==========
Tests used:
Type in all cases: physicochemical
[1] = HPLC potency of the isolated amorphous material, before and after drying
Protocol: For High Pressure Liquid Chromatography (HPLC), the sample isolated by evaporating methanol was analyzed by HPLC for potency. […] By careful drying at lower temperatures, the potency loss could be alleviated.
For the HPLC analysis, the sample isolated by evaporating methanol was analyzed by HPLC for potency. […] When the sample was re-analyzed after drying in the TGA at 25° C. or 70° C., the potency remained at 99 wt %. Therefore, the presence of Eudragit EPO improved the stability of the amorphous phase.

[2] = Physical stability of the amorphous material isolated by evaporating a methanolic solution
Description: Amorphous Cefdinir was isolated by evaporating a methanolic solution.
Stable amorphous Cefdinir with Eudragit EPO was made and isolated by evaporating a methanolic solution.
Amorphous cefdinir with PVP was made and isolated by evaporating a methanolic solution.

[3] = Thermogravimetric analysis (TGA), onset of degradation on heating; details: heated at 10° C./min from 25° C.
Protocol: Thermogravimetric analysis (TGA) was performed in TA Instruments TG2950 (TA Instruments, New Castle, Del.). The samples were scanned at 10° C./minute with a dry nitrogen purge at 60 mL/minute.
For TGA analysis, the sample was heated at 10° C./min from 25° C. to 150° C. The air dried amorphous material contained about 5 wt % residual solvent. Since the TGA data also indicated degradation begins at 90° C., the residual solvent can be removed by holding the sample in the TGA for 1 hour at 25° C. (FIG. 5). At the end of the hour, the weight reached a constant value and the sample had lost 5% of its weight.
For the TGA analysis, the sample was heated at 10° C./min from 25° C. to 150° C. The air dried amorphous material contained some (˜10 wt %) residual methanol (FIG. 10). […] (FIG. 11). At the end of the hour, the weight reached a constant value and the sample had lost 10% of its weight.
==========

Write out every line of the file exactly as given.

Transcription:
Tests used:
Type in all cases: physicochemical
[1] = HPLC potency of the isolated amorphous material, before and after drying
Protocol: For High Pressure Liquid Chromatography (HPLC), the sample isolated by evaporating methanol was analyzed by HPLC for potency. […] By careful drying at lower temperatures, the potency loss could be alleviated.
For the HPLC analysis, the sample isolated by evaporating methanol was analyzed by HPLC for potency. […] When the sample was re-analyzed after drying in the TGA at 25° C. or 70° C., the potency remained at 99 wt %. Therefore, the presence of Eudragit EPO improved the stability of the amorphous phase.

[2] = Physical stability of the amorphous material isolated by evaporating a methanolic solution
Description: Amorphous Cefdinir was isolated by evaporating a methanolic solution.
Stable amorphous Cefdinir with Eudragit EPO was made and isolated by evaporating a methanolic solution.
Amorphous cefdinir with PVP was made and isolated by evaporating a methanolic solution.

[3] = Thermogravimetric analysis (TGA), onset of degradation on heating; details: heated at 10° C./min from 25° C.
Protocol: Thermogravimetric analysis (TGA) was performed in TA Instruments TG2950 (TA Instruments, New Castle, Del.). The samples were scanned at 10° C./minute with a dry nitrogen purge at 60 mL/minute.
For TGA analysis, the sample was heated at 10° C./min from 25° C. to 150° C. The air dried amorphous material contained about 5 wt % residual solvent. Since the TGA data also indicated degradation begins at 90° C., the residual solvent can be removed by holding the sample in the TGA for 1 hour at 25° C. (FIG. 5). At the end of the hour, the weight reached a constant value and the sample had lost 5% of its weight.
For the TGA analysis, the sample was heated at 10° C./min from 25° C. to 150° C. The air dried amorphous material contained some (˜10 wt %) residual methanol (FIG. 10). […] (FIG. 11). At the end of the hour, the weight reached a constant value and the sample had lost 10% of its weight.